Leading article: An apology of an apology

Related Topics

When people are accused of doing something wrong, they tend – if there is any substance to the charge – to try to move the goalposts. Politicians are no different from the rest of us in this respect. It is just that their evasions are more public.

Gordon Brown's repeated line about a problem that came "out of America" has begun to grate, even though we accept that it is a large part of the truth. A ComRes poll for The Independent on Sunday in November, for instance, found that 57 per cent of voters disagreed that "Gordon Brown should take most of the blame for the rising unemployment rate".

No one else predicted the downturn, apart from a few doom-mongers who, like stopped clocks, were bound to be right eventually, so why should Mr Brown be blamed for failing to see it coming?

However, his refusal to admit that it was a mistake to promise an "end to boom and bust" made him look as if he were simply denying reality. Last week he was accused by Jon Cruddas, one of his own backbenchers, of lacking "emotional intelligence". We were bound, therefore, to end up where we are today. The Prime Minister is under pressure to say sorry. With a wave of anti-politician anger sweeping through the low-paid end of the profitable energy industry, he risks looking out of touch if he fails to express some form of contrition. Hence today's pre-recorded interview with the BBC's Jon Sopel.

Yet that interview could never have been enough. He was never going to admit that David Cameron is right to say that he did not fix the roof when the sun was shining. Not least because in his speech to Labour's annual conference he vehemently rebutted the charge – moving the goalposts to declare that Labour did fix the roofs, walls, equipment and staff pay of schools and hospitals. Which is beside the point, because the complaint is that this spending was on the never-never, increasing public borrowing during the economic boom.

He was never going to accept in this weekend's interview that he was partly responsible for the severity of the bust. But he could have accepted what everyone knows is true: that the regulatory system he designed had been found wanting.

It was suggested privately by the Prime Minister's advisers last week that Mr Brown could not allow any hint of concession in the male-rutting atmosphere of the House of Commons, but that he would accept, in the calmer atmosphere of a TV studio, that he had made mistakes. Instead, all that he said was that "toughening up the regulatory system" was "an acceptance that it wasn't strong enough". It was a classic non-apology apology.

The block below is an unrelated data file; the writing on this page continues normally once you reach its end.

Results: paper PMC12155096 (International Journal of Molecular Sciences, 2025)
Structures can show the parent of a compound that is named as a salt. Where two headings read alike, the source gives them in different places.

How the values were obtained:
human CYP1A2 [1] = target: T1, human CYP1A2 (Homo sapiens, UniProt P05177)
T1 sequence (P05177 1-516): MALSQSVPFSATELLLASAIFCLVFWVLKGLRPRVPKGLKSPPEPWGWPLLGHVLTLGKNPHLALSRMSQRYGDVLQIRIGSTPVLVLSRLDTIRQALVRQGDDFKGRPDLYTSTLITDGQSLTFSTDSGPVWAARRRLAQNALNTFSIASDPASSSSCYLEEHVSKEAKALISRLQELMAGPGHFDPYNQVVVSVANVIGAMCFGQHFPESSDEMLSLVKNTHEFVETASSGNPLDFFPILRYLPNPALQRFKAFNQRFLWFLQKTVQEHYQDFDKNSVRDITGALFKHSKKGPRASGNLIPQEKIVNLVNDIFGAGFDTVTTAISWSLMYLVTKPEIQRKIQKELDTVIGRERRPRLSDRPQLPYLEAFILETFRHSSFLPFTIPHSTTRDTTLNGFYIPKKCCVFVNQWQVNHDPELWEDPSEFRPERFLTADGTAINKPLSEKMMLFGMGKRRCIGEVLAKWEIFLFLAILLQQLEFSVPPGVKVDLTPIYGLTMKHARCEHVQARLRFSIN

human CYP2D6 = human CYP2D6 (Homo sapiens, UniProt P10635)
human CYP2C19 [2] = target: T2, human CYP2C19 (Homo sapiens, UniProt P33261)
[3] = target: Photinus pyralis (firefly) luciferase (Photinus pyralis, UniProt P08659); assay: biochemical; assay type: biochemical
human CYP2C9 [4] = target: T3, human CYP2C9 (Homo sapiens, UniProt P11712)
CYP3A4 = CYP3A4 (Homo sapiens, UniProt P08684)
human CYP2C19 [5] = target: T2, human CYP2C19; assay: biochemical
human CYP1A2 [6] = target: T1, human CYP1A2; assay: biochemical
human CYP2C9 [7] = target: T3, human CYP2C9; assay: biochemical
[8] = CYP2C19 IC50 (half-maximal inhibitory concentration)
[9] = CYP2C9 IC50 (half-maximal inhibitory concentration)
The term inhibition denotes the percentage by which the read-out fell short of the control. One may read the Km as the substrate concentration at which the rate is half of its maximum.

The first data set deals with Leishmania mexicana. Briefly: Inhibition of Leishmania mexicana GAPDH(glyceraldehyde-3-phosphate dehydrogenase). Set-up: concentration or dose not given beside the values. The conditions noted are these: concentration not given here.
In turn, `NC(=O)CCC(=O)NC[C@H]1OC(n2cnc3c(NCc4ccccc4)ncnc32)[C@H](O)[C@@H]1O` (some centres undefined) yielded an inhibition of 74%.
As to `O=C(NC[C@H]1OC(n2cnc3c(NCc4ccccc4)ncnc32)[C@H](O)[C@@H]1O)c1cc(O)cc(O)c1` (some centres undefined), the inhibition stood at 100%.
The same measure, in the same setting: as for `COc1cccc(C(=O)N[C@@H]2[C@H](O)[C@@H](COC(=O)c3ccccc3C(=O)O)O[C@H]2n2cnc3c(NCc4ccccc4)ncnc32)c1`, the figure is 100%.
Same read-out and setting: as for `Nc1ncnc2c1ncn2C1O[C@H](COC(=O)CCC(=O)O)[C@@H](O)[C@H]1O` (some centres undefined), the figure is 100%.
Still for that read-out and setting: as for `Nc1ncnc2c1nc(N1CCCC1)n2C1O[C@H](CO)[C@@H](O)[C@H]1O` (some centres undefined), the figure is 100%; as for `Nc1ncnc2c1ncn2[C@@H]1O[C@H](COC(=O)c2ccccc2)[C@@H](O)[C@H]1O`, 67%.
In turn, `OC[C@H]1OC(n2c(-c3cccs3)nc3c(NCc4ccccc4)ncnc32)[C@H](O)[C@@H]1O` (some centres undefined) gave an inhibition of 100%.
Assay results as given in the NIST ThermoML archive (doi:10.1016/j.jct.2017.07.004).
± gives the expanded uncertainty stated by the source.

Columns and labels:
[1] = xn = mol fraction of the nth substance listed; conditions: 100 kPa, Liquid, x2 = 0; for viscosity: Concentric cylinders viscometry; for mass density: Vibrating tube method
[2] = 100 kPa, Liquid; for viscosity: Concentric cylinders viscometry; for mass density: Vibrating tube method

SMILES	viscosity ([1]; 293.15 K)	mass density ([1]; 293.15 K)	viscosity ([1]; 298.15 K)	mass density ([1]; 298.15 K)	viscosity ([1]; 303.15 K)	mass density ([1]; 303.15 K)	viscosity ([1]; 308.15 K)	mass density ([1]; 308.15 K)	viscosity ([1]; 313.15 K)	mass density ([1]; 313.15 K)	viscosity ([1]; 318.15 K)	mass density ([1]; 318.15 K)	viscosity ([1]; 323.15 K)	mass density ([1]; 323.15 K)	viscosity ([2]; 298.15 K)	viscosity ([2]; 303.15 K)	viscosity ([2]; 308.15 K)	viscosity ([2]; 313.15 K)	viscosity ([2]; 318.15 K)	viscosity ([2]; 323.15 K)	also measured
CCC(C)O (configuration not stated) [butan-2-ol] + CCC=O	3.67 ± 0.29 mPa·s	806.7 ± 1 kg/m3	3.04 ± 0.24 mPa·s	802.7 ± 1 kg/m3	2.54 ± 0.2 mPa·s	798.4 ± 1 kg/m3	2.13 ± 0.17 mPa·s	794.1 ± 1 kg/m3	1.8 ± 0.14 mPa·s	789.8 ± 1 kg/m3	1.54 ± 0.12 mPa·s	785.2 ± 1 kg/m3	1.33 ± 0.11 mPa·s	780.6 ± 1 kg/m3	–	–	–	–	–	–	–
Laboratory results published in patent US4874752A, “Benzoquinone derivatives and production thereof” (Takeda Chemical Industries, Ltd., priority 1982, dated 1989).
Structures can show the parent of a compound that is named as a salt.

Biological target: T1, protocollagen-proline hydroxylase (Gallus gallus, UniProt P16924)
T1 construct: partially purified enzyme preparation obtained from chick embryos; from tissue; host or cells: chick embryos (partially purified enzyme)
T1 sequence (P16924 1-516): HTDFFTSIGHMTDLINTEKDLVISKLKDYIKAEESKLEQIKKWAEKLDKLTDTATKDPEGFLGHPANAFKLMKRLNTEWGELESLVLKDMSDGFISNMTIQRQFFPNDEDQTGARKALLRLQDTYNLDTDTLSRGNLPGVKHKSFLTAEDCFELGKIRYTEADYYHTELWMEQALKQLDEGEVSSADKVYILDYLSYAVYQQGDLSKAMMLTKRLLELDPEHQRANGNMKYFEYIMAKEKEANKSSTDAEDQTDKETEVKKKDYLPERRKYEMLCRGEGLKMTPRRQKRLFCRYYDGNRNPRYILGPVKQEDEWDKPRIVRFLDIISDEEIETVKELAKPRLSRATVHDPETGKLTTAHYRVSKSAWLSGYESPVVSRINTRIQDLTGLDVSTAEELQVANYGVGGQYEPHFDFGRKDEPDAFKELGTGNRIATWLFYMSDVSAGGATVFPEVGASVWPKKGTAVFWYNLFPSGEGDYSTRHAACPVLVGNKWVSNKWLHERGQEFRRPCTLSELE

We are reminded of 2004, when Tony Blair was advised by Mark Penn, a Labour pollster, to say "sorry" for the errors in making the case for war in Iraq. Mr Blair had the s-word in the text of his party conference speech but ended up saying something quite different: "I can apologise for the information that turned out to be wrong, but I can't, sincerely at least, apologise for removing Saddam."

Mr Blair was quite good at apologising for things for which he was not responsible, such as the Irish potato famine. But generally politicians – like the rest of us – are adept at insulating themselves from direct personal responsibility. George Bush shied away from a direct apology for the horrors of Abu Ghraib prison when he met King Abdullah II of Jordan: "I told him I was sorry for the humiliation suffered by the Iraqi prisoners."

Colin Powell, his Secretary of State, memorably described this as using the "third person passive once removed".

Only last week, Richard Williamson, the Holocaust-denying bishop, offered another striking example of the art form, conspicuously failing to repudiate his "imprudent" remarks and apologising – to the Pope, and only for having caused him "so much unnecessary distress and problems".

Of course, the demand that politicians say sorry could be a displacement activity in the face of problems that make us feel powerless. Just as lottery ticket sales have risen and women at the Bank of England are advised to wear heels and lipstick, the recession prompts us to demand an apology from the man in charge.